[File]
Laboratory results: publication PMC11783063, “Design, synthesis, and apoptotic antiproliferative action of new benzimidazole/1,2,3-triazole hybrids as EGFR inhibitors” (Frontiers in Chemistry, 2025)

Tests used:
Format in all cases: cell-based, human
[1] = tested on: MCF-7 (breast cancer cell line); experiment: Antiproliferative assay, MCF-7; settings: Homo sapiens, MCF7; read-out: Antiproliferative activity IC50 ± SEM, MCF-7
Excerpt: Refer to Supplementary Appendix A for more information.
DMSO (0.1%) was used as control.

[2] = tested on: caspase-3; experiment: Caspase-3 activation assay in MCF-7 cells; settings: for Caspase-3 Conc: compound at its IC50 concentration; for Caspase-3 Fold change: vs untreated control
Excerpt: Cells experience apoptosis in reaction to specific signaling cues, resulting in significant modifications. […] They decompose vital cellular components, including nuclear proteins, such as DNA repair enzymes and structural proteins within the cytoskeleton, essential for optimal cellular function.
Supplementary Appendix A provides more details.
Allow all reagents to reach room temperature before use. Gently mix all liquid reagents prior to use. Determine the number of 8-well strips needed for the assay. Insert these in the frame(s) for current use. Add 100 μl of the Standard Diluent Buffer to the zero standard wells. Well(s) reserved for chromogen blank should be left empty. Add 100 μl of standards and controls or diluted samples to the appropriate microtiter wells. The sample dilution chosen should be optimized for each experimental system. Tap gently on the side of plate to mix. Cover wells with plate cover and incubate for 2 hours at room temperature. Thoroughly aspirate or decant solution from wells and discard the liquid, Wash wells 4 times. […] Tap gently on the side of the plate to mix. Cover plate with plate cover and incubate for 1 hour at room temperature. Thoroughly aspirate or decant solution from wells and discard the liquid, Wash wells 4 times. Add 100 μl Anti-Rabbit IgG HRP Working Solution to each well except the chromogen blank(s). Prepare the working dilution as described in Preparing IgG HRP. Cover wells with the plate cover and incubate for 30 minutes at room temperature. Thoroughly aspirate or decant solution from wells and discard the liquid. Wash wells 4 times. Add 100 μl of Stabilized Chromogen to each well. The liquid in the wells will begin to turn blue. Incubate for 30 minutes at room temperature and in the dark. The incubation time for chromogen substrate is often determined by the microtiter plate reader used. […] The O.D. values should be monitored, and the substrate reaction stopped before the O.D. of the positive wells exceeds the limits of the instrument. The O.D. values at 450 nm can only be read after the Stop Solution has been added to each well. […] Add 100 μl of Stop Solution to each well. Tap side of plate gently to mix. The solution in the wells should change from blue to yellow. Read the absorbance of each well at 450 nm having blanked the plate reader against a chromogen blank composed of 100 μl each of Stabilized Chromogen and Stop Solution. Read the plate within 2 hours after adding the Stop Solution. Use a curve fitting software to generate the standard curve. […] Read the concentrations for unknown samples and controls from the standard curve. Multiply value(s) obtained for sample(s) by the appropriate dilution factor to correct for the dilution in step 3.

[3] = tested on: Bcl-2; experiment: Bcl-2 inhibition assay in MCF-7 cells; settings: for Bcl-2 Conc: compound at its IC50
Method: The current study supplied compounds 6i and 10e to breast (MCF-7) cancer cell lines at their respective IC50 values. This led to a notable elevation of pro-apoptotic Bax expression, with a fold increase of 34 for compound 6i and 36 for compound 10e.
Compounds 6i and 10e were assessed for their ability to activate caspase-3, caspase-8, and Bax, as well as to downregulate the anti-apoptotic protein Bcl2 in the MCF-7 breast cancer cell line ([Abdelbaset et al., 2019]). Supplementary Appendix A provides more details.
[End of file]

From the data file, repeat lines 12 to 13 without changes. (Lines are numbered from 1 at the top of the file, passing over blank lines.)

Method: The current study supplied compounds 6i and 10e to breast (MCF-7) cancer cell lines at their respective IC50 values. This led to a notable elevation of pro-apoptotic Bax expression, with a fold increase of 34 for compound 6i and 36 for compound 10e.
Compounds 6i and 10e were assessed for their ability to activate caspase-3, caspase-8, and Bax, as well as to downregulate the anti-apoptotic protein Bcl2 in the MCF-7 breast cancer cell line ([Abdelbaset et al., 2019]). Supplementary Appendix A provides more details.